When he touches (thee) with both hands, thou shalt put aside (his) hand;

Thou shalt be silent even when he speaks a word;

When I shall deliver thee (to him) hand to hand,

Quickly turning thou shalt seize me tremblingly.

Bidyapati saith–This is delight indeed;

The tutor of love (am I), I will teach you the lesson. [I]

Youth is the greatest delight in life.

Youth is then, when with (one’s) lover.

Having (once) known the good man’s love, when wilt thou leave it?

Day by day, like the digits of the moon, it grows.

Sportive as thou art, just so amorous is Kanh:

By great virtue the amorosa meets the amoroso:

If thou sayest, influenced by desire,

Stolen love has a myriad merits,
(Yet bethink thee) such a lover there is not in the world:

All the denizens of Braj are enamored of him.

Bidyapati saith–In this there is no shame;

This is the great business of a beautiful and youthful woman. [II]

Sporting, (or) not sporting, on seeing folk (she feels) shame;

Seeing, (or) not seeing, (she remains) among her companions.

Hear, hear, Madhab, the cry for help to thee!

In ill guise have I seen Rai to-day;

The charming brilliance of her face, her tinted lip

Were as though) the bandhuli flowered beside the lotus.

(Her) eye like a fixed bee in shape,

(Which) drunk with honey flies not away.

The slight curve of her eyebrows (is) as though

Love had adorned his bow with lamp-black.

Quoth Bidyapati–A messenger’s word indeed!

The budding limbs are not being embraced. [III]

On (her) fair face the vermilion spot, black (her) weight of hair,

As though the sun and moon rose together driving away the darkness.

Cho. Ah lady! the moonlight has increased:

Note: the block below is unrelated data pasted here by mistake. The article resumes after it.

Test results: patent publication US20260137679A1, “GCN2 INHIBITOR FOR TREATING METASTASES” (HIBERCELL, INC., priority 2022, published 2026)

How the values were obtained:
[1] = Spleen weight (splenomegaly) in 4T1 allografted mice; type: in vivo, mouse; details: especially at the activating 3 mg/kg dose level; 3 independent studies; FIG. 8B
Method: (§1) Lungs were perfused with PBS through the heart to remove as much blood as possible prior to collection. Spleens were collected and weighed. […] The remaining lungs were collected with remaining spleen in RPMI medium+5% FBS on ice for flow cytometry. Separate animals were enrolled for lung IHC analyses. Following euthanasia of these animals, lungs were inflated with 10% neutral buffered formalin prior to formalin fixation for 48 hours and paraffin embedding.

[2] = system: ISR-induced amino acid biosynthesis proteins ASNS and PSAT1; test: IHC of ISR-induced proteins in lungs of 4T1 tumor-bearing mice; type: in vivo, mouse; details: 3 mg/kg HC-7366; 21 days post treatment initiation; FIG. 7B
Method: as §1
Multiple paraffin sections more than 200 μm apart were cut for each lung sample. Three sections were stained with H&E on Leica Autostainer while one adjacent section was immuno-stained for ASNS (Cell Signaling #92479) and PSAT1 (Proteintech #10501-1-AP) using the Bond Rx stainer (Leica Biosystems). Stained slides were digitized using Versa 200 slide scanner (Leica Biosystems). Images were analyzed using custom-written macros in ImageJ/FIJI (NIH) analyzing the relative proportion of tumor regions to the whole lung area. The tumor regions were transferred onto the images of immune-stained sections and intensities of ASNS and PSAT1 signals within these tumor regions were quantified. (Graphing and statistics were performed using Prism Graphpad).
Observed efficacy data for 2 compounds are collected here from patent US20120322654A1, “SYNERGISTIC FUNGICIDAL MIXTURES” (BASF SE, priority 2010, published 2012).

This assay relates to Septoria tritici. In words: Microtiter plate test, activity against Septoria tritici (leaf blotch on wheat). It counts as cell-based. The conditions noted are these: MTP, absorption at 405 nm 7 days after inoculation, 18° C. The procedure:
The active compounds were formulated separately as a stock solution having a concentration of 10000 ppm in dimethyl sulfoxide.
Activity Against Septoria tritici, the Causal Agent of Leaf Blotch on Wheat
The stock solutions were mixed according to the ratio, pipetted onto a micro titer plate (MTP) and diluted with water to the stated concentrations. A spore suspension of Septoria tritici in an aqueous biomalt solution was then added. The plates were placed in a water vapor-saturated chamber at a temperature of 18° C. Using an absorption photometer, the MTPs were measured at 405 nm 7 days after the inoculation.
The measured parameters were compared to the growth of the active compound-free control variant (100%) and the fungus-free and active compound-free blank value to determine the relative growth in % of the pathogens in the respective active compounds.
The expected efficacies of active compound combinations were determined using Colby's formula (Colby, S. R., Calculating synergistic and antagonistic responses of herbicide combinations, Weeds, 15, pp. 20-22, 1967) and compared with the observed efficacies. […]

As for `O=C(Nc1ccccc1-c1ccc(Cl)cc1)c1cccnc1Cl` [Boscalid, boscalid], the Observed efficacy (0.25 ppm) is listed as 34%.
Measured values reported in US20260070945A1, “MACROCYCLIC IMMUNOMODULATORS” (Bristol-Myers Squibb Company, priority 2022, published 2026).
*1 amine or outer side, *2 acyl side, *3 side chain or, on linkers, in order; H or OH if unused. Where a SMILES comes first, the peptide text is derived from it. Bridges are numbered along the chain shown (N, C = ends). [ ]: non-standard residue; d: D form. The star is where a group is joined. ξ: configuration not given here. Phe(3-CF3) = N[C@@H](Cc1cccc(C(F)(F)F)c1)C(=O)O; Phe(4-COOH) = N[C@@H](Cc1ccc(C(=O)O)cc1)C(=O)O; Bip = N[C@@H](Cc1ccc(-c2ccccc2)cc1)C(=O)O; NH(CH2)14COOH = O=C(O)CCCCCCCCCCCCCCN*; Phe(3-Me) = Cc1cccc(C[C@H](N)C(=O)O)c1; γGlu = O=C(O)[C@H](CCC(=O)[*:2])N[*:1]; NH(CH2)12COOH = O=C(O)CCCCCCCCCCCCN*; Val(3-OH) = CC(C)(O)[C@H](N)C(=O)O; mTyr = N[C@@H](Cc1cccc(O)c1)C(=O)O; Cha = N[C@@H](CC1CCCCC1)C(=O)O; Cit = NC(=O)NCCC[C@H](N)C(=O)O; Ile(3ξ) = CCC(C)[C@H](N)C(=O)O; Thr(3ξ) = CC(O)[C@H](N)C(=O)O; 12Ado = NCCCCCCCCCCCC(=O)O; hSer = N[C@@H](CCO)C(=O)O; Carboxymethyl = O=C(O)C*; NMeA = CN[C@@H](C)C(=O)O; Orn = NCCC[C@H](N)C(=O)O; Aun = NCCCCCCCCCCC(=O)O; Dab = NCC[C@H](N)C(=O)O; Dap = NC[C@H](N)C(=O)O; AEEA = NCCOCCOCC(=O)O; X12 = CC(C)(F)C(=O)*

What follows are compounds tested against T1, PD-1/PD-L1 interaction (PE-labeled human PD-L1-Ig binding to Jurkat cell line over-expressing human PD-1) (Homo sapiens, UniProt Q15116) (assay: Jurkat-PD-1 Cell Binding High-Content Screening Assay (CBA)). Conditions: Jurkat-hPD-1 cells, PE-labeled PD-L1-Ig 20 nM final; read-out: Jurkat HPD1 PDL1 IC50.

With what labour how many charms fate has given to thee!

Thy budding breast thou coverest with thy robe, showing it a very little;

With how much soever labour thou hidest it, the snowy mountain cannot be hid.

Looking sidelong with glancing eye, adorned with collyrium,

Like a lotus shaken by the wind, tilted by the weight of the bees.

Quoth Bidyapati–Listen, maiden, know that such as is all this,

Rai Sib Singh and Rupnarayan, (such is) Lachhima Debi in truth.

As we read in previous segments, including Sarga 2 of Ritu Samharam, the Vaisnava poets frequently utilized both wildlife and the activities of the common people in society as a means of describing the beauty and uniqueness of each season of the year. Sri Kavi Kalidasa described the elephant’s behaviours in winter, spring, and the monsoon rut, and similarly Bidyapati explains the glories of Spring which play upon the lila pastimes of Radha and Krsna by comparing their effects on the noble elephant:

‘O lotus-like lady; hear a friendly word! Thou shalt practise love now, having known a good man. A good man’s love is equal to gold, (like) gold in burning it has double value. In breaking, it breaks not (this) wonderful love: it increases like the fibres of the lotus-stalk. All elephants are not of equal breed: not in every throat is the koil’s voice: not at all times is the spring season: not all men and women are excellent: quoth Bidyapati–Listen, good lady, now having pondered, understand the ways of love. [VI]